Here are Two thoughts after Georgia State’s 115-55 win over Tennessee Temple on Friday at the Sports Arena. The margin of victory set a school record.
The most impressive player to me wasn’t R.J. Hunter or Ryan Harrow. The duo combined to score 49 points and dished out 14 assists. Those are solid numbers. But they are expected. So who did the unexpected? T.J. Shipes. It’s true the Panthers were playing against a much smaller lineup, but Shipes still looked like a much different player than he did the first two years. First, he was in control. He was whistled for just one foul in 15 minutes. There were games last year, and I’m not exaggerating, in which he could be called for two fouls in his first 15 seconds. Second, he was confident. He didn’t hesitate to pop a 10-foot jumper for his first basket. Nor did he get down on himself when he missed a chance at a spectacular, if not spine-lengthening, alley oop in the second half. Having another big man who can spell Curtis Washington is a necessity because they are really the only two centers on the roster, and both would probably play power forward on most rosters. So, while Hunter and Harrow combined for 49, Shipes and Washington combined for 23 points and 15 rebounds.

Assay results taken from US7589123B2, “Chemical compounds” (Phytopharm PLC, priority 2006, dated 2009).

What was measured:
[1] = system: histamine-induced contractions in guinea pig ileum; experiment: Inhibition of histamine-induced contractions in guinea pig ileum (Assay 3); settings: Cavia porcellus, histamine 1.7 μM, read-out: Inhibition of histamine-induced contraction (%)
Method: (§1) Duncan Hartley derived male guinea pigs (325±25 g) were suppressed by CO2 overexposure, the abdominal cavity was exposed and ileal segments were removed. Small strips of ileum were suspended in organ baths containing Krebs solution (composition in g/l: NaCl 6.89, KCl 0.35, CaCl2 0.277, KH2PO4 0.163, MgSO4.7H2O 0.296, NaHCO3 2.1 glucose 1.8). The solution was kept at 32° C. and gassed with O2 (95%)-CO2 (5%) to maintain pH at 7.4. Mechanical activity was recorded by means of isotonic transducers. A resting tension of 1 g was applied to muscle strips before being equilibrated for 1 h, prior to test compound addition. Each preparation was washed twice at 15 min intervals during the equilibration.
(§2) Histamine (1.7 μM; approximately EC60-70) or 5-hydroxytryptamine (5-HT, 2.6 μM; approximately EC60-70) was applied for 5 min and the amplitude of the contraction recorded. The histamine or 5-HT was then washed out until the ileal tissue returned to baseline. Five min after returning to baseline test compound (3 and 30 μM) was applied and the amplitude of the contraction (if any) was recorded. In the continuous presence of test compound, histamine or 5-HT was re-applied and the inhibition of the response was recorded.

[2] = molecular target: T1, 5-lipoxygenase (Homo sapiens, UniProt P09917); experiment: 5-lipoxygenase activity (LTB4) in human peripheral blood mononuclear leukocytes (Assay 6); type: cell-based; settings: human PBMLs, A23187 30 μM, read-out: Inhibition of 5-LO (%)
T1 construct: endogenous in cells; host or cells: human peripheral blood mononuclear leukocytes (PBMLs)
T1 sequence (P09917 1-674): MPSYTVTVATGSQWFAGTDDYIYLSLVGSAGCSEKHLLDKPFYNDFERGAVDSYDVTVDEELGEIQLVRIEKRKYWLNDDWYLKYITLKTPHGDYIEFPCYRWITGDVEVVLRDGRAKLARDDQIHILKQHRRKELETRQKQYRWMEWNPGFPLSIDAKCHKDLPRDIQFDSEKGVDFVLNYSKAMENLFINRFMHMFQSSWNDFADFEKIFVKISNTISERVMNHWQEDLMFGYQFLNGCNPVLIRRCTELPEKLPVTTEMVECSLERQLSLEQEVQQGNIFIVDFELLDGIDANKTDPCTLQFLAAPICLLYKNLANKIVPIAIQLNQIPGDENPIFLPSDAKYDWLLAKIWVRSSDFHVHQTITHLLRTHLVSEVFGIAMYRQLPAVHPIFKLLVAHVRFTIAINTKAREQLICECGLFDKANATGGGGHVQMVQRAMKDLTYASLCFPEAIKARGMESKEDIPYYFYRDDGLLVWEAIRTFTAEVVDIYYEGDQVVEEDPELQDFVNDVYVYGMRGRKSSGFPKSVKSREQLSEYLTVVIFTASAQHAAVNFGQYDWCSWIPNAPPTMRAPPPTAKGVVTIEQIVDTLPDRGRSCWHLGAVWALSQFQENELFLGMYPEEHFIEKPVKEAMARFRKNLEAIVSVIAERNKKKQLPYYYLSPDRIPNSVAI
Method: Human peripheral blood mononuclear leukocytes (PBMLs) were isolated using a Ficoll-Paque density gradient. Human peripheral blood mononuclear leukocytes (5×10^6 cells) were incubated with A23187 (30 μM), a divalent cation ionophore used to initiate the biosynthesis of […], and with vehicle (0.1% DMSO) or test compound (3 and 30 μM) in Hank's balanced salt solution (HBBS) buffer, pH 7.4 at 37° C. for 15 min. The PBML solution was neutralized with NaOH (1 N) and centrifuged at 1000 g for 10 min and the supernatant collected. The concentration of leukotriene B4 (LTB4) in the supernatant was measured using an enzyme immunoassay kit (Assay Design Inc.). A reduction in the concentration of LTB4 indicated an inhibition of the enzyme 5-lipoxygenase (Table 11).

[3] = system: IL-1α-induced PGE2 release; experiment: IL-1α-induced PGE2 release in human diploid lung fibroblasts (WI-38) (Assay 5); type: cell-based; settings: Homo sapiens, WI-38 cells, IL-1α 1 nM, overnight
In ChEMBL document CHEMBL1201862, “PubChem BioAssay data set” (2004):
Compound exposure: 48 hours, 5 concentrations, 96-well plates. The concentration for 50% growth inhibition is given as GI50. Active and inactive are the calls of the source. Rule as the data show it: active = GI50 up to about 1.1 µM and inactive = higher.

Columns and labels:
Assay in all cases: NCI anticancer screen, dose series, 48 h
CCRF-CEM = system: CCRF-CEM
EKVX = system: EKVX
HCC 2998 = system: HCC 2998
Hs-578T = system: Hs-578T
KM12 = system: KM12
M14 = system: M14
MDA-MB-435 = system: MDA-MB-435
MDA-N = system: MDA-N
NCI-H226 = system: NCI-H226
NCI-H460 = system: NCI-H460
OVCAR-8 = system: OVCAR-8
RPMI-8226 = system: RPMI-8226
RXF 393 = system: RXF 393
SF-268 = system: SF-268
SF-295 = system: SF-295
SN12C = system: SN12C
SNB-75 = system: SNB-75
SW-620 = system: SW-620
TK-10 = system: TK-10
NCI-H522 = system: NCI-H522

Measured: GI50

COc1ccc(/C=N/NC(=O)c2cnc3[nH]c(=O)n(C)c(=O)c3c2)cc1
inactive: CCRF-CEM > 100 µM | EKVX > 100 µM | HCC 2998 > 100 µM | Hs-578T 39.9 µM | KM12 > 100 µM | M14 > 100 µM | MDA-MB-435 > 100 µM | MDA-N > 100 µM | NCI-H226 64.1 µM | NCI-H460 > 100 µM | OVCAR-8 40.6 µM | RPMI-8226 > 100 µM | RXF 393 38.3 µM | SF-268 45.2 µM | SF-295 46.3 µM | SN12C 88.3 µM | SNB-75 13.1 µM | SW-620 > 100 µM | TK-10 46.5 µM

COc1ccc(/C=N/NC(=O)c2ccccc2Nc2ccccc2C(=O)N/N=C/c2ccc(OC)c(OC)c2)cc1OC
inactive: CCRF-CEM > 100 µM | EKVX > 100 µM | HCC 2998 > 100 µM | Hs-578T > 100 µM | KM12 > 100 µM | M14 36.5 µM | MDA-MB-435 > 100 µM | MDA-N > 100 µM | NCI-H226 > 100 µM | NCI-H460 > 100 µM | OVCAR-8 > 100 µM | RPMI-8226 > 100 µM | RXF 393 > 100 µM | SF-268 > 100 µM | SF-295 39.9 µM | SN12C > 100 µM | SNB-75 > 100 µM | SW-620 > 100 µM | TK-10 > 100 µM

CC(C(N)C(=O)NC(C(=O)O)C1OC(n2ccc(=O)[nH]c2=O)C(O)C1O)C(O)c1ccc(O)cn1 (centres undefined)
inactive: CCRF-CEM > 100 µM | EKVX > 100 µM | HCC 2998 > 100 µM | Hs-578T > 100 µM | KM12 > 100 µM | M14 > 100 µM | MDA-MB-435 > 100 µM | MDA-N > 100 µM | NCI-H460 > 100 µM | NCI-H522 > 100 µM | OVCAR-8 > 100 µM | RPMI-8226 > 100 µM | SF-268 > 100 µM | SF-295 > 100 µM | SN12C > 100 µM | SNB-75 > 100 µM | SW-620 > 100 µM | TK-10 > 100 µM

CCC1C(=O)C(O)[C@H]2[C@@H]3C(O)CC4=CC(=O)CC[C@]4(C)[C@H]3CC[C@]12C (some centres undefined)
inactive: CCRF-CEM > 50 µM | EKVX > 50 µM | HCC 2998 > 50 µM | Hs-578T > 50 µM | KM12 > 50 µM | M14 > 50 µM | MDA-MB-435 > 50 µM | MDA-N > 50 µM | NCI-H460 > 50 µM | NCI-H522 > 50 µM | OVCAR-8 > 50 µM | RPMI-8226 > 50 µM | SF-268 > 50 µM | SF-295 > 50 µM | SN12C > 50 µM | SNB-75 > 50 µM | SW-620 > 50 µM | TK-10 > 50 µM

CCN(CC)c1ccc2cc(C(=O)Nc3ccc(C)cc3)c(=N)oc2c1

Defense. Playing a shorter, smaller team isn’t a guarantee of a better performance on defense. Simply think back to last year’s games against Texas-Arlington at the Sports Arena and Troy on the road. But with Kevin Ware in the lineup, the Panthers were focused on defense for 15 of the game’s 20 minutes. They limited the Crusaders to 36.4 shooting, including 20.8 percent of their 3-point attempts. The Panthers forced 25 turnovers, which they turned into 47 points. Ron Hunter credited Ware for part of the defensive performance, noting that he saw Hunter and Harrow diving into the stands for loose balls and deflections, something he’s never before seen.